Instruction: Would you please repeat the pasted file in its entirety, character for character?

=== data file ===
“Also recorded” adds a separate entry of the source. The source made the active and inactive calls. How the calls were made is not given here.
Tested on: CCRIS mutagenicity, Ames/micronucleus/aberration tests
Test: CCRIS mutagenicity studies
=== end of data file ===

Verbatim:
“Also recorded” adds a separate entry of the source. The source made the active and inactive calls. How the calls were made is not given here.
Tested on: CCRIS mutagenicity, Ames/micronucleus/aberration tests
Test: CCRIS mutagenicity studies